There’s always been something magical about stop-motion animation — whether it involved Sinbad battling skeletons, Rudolph finally taking flight, Wallace and Gromit fighting Were-Rabbits, or a young boy evading Boxtrolls. And now there’s another enchanting stop-motion treasure we can add to the list: the delightful web series House of Monsters.
A self-described mix of “Nightmare Before Christmas meets Looney Tunes,” House of Monsters was created by Dawn Brown, a set designer who has collaborated with major directors including Tim Burton and J.J. Abrams. The series (which you can watch on YouTube) imagines the hijinks that would ensue if some of the world’s most famous monsters all lived together under one roof. Featuring narration from Christopher Lloyd, beautiful set designs, and charming characters, the series does what all great stop-motion can: puts a big smile on your face.
We spoke with Brown — who collaborates on the series with conceptual artist Warren Manser — to discuss the art of stop-motion animation, why it’s easier than ever to learn, and how House of Monsters got the great Christopher Lloyd to sign on.
Preparation Is Everything
Stop-motion is not something you can improvise. You have to meticulously plot out and storyboard everything along the way. “Everything is planned in advance. The story is 99% done before we shoot a frame,” says Brown. “I mean, down to the second. The timing of the jokes, the pacing, all that is figured out ahead of time, so that by the time the puppets are on the stage — the lights are on, the camera is ready to go — I don’t have to think about that anymore.” It’s all to facilitate one thing: the freedom to focus on character. “All I have to think about is the character’s performance,” says Brown. “If I have three seconds to share a look of happiness or a kiss, then that’s the only thing I have to think about.”
Getting Christopher Lloyd on Board
House of Monsters began as a few shorts, and then — thanks to a successful Kickstarter — was able to graduate to a web-series. One mission afterward was to find a very specific voice for Dr. Gaulstone, the mad-scientist father figure of the series. “On a chance, we reached out to Christopher Lloyd’s people and put together a visual presentation package,” says Brown. That package included concept imagery of Dr. Gaulstone, whose look was inspired by iconic (mad) scientist types like Albert Einstein, Boris Karloff, and — of course — Lloyd’s own Doc Brown. “That’s what we showed to Lloyd’s people, who said, ‘This is a perfect fit for him.'”
The Future of Stop-Motion Isn’t Clay
Those who love claymation classics like Rudolph the Red-Nosed Reindeer or Wallace and Gromit may be surprised to find out something about House of Monsters and other modern stop-motion: “There’s no clay at all,” reveals Brown. “Most everyone is using silicone, which is soft and flexible. The heads are hard plastic, and the hands and bodies are silicone and foam latex.” That means House of Monsters — like other stop-motion — has benefited from another recent innovation: 3D printers. “A great asset for us this time around was getting the Formlabs 3D printer,” says Brown. “It helped us really raise the quality of the puppets.”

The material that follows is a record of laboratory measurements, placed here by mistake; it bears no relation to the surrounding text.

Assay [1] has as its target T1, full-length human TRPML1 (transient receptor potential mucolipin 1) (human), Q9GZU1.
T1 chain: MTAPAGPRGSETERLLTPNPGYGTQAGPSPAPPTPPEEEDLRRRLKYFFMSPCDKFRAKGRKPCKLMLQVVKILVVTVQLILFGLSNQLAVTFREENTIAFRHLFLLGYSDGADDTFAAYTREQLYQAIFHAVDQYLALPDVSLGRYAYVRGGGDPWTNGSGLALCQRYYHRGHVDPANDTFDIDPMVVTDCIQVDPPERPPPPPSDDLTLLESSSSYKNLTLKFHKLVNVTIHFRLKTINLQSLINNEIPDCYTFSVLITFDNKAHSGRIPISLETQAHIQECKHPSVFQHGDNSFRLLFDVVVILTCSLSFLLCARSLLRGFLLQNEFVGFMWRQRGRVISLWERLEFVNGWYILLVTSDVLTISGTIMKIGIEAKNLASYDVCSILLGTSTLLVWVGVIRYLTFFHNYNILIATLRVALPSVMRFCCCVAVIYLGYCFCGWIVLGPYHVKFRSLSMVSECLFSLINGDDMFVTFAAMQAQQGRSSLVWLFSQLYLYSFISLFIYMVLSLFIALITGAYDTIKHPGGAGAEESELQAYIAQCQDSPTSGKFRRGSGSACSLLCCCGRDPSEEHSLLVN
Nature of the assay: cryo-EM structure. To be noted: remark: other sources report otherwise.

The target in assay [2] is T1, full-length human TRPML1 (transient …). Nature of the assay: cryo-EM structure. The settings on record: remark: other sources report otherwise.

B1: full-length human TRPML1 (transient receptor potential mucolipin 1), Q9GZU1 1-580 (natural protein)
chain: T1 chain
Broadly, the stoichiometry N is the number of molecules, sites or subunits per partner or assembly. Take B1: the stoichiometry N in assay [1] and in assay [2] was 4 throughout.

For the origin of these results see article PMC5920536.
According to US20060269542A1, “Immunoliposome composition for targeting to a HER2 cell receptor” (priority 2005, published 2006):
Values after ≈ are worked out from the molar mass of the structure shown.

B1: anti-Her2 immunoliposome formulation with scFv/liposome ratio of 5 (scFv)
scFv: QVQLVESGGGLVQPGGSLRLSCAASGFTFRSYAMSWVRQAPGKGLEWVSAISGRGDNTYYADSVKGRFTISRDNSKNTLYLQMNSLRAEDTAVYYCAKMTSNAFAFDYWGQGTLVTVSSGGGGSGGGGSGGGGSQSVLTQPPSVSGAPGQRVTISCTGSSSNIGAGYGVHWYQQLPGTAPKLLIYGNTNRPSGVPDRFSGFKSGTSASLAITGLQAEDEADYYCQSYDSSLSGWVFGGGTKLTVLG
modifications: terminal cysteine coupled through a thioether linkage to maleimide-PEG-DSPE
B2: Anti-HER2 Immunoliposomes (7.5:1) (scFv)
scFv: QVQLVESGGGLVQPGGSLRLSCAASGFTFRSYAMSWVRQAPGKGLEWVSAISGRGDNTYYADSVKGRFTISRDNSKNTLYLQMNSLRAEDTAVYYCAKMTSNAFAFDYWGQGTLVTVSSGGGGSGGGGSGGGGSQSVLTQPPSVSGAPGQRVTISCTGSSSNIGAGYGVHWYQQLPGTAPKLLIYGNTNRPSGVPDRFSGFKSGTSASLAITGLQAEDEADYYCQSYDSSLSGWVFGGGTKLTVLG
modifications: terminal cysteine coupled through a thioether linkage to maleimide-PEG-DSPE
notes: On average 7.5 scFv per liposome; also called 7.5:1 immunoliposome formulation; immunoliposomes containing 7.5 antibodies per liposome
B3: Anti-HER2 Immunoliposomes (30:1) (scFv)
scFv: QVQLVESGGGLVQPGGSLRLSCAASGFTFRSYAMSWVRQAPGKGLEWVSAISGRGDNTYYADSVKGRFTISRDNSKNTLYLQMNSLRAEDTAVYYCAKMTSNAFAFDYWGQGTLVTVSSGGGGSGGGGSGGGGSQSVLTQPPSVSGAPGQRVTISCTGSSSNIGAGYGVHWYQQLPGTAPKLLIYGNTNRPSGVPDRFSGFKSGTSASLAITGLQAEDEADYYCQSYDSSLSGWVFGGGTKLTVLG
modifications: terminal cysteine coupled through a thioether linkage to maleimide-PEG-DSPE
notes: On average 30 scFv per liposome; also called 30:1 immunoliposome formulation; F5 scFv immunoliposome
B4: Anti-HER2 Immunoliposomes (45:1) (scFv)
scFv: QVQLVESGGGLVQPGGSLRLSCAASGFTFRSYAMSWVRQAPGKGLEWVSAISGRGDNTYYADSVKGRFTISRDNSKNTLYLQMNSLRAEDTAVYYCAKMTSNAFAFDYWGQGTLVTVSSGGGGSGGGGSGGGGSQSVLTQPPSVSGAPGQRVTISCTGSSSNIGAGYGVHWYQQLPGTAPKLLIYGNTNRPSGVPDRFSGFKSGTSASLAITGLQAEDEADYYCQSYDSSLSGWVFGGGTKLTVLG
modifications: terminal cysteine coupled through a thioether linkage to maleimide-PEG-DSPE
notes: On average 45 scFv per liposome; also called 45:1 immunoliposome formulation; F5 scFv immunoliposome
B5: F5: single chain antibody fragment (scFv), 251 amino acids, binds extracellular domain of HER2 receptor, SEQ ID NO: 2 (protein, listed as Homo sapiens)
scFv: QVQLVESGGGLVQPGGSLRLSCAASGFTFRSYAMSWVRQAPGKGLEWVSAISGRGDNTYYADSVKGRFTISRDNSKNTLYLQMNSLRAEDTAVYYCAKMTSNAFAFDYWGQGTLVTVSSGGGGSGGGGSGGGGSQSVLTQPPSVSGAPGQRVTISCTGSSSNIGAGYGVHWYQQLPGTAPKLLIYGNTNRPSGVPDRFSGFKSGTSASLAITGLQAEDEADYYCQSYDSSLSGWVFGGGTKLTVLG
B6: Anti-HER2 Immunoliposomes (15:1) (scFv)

Stop-Motion Can Be Self-Taught
Stop-motion might seem intimidating to pick up, but the 21st Century has made it much more accessible. “You can learn anything in the world that you want to do through watching videos on the internet,” says Brown, who stands as proof. All her stop-motion abilities are entirely self-taught, thanks to those who shared their wisdom via videos and books. And now that she’s carving her own path in stop-motion, she believes it’s important to pay it forward. “I feel really strongly about that,” says Brown. “That’s how we all grow as a community — by sharing our experiences.”
Never Sacrifice Story to Cut Corners
When ten seconds of footage can take an entire day to shoot, it could be tempting to consider making story changes to eliminate animation challenges — like a bat turning into a full-bodied vampire. It should never be a temptation you give into, though. “The first objective is to protect the story,” says Brown. “Don’t compromise on the script or the idea that you want to communicate. You’ve got to find a way to make it happen, and then back into that however you can.” If that seems daunting, there’s no need to be discouraged. “With the tools that are available to indie filmmakers today, it’s pretty amazing what you can come up with,” she adds.
Make Post-Production as Easy as Possible (with Pond5)
With so much time taken up by the animation, it can be helpful to find ways to make post-production as simple as possible. Brown is a big fan of Pond5 in that department. “I’ve used other stock music sites before, and they’re very expensive and the licenses are very complicated. But Pond5 is so simple; it’s so easy to use. Going through the library for music, we discovered the variety of sound effects and visual effects clips, and it became a one-stop shop for us over the past couple of years.”
Why It’s All Worth It
Stop-motion animation isn’t easy. It requires a lot of creative problem solving, an unwavering vision with an equal measure of determination to see it through, and most of all, incredible patience. But the House of Monsters creator says the payoff is always worth it. “The feeling when you watch the playback of the animation coming to life, and you start to see these little characters take on their personalities, when you know it’s just foam and wire and rubber — when you see that start to happen on the screen, it’s all worth it,” says Brown. “It’s very inspiring, and we just want to keep pushing and doing more and more.” Which is good news to us, because we can’t wait to see more House of Monsters and what else Brown and her Monster Shop have in store.